The Hebrides after dark: amazing photographs released

This stunning image of Rodel Church by Mark Stokes of Lewis will also go on show as part of the Hebridean Dark Skies Festival. PIC: Mark Stokes.
This stunning image of Rodel Church by Mark Stokes of Lewis will also go on show as part of the Hebridean Dark Skies Festival. PIC: Mark Stokes.
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Amazing photographs of the Hebrides at night have been released as the islands prepare to host the Hebridean Dark Skies Festival.

Ten photographers living and working in the Western Isles have been selected to display their work at An Lanntair arts centre in Stornoway to coincide with the festival’s launch on Friday, February 8.

Andromeda Calling, Aurora from Ardhasaig by Gordon Macdonald, will go on show during the Hebridean Dark Skies Festival. PIC: Gordon Macdonald.

Andromeda Calling, Aurora from Ardhasaig by Gordon Macdonald, will go on show during the Hebridean Dark Skies Festival. PIC: Gordon Macdonald.

They were selected following a competition to find the images that best captured the island skies, which are often blessed with clear views of astronomical phenomenon.

The competition winner Casey McIntyre, from Bernery, now has his image of ‘Steve’ -a Strong Thermal Emission Velocity Enhancement - printed on the cover of the festival programme.

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The other photographers selected to show their work are Magz Macleod, Chris Murray, Emma Rennie, Mark Stokes, Andy Yearley and Les Ellingham - all of Lewis - and Stewart Carr of Tiree, Ruairidh Macdonald of North Uist and Gordon Macdonald of Harris.

Who's Steve by Casey McIntyre won the festival's photography competition and is now on the front cover of the event programme.  PIC: Casey McIntrye.

Who's Steve by Casey McIntyre won the festival's photography competition and is now on the front cover of the event programme. PIC: Casey McIntrye.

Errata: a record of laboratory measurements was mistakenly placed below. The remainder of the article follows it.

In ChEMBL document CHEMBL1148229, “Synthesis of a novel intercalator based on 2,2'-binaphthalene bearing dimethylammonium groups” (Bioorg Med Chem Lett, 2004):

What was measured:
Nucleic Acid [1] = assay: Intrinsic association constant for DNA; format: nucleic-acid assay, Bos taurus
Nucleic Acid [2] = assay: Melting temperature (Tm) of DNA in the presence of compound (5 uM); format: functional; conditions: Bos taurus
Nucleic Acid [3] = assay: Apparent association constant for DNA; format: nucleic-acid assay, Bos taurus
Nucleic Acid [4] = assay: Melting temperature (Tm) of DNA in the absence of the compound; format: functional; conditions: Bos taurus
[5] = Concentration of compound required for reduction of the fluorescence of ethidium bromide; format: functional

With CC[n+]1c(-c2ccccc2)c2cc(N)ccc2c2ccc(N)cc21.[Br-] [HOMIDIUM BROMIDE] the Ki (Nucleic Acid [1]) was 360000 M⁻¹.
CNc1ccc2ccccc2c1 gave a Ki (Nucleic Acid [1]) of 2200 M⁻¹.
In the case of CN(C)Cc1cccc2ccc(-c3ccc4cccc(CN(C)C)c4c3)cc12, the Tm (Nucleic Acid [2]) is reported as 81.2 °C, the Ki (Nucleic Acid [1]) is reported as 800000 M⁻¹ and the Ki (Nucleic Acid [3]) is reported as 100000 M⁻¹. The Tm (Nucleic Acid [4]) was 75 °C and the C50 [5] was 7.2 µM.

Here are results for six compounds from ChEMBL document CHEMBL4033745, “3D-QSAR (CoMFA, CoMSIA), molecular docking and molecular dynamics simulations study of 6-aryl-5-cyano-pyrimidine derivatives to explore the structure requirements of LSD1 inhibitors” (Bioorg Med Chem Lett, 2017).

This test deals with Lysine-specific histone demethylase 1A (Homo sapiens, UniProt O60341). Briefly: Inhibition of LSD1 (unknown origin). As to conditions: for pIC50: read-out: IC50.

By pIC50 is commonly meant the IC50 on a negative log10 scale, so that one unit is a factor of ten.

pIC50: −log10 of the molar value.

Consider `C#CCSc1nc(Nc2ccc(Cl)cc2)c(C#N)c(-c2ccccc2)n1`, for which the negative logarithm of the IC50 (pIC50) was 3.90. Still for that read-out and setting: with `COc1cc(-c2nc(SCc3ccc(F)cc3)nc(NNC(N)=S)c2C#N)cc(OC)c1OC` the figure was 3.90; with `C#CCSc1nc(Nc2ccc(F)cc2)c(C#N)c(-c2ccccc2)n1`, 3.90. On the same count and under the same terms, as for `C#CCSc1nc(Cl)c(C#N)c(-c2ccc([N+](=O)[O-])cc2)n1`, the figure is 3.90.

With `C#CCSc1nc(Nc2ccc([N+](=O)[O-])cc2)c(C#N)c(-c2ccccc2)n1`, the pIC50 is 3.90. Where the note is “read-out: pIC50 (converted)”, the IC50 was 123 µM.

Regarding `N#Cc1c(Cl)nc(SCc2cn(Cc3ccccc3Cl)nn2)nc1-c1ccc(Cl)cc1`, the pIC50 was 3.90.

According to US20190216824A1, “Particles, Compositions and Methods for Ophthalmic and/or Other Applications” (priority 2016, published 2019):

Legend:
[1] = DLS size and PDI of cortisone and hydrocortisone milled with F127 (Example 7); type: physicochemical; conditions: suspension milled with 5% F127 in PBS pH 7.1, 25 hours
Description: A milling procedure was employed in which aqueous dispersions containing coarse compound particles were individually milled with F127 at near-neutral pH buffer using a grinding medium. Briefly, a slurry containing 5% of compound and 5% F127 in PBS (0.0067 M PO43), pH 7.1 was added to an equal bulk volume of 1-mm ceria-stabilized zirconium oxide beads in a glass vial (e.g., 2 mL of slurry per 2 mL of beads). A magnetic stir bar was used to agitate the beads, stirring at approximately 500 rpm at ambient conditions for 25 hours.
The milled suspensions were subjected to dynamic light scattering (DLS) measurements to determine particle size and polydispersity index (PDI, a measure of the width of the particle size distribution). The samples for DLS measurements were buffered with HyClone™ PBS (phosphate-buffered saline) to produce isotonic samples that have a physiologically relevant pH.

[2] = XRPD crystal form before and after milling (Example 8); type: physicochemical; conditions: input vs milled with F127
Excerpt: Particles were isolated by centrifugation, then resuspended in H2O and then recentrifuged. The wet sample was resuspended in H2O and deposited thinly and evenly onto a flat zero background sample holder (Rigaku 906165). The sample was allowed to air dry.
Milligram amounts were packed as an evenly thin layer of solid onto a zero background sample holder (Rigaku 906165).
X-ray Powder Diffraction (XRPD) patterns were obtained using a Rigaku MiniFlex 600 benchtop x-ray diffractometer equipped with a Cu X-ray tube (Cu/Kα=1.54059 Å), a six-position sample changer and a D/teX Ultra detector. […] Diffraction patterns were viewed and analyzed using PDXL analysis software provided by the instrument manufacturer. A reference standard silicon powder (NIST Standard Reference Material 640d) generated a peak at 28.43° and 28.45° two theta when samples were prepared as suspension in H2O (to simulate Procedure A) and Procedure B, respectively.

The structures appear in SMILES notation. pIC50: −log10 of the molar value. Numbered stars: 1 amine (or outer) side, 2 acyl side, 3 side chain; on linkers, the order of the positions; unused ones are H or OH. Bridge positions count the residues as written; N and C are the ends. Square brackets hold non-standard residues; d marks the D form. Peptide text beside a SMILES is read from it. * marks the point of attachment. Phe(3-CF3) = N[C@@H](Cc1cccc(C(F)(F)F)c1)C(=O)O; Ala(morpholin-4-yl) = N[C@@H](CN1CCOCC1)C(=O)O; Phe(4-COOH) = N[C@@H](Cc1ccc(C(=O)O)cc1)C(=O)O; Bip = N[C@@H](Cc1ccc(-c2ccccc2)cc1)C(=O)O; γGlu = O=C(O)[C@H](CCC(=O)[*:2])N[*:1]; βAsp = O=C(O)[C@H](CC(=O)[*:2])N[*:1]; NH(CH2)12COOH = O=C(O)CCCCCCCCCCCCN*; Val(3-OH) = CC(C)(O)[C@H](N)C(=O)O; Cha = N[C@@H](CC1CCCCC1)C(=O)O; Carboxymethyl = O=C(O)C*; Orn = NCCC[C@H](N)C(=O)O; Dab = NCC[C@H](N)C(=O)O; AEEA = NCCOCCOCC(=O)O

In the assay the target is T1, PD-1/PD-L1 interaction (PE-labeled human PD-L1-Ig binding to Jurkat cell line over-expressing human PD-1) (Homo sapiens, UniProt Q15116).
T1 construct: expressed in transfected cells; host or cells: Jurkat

Festival co-ordinator Andrew Eaton-Lewis said: “The standard of entries in our photography competition was incredibly high and it was very difficult to choose our shortlist of ten, let alone decide on a winner.

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“We’re delighted to be able to share these striking photos, from Lewis, Harris, Berneray, Tiree and North

Uist, which really get across how extraordinary the skies above these islands can be.

“Even if you can’t make it along to the festival – or if the stars don’t come out as much as we’d like them to! – this exhibition will offer a really memorable dark skies experience.”

Lewis and Harris have some of the darkest skies in the whole of the UK.

Many astronomical sights can be seen through the naked eye including the Orion Nebula, which is over 1,500 light years away and the Milky Way Galaxy.

One of the Milky Way’s companion galaxies, the Great Andromeda Galaxy, can also be seen.

The islands are also considered to be one of the very best spots in the UK for watching the astronomical phenomenon of the Northern Lights.

The festival will open on February 8 with a screening of German silent film Wunder der Schöpfung, featuring a live score performed by Herschel 36 and an introduction by John Brown, Astronomer Royal for Scotland.

The two week festival, the first of its kind on the islands, will run until February 21 and will include stargazing, talks, family activities, film screenings, workshops and an indoor planetarium.

Events will also be held at An Lanntair, Gallan Head, and the world famous Calanais standing stones.

The full Hebridean Dark Skies Festival programme can be found online at www.lanntair.com/darkskies.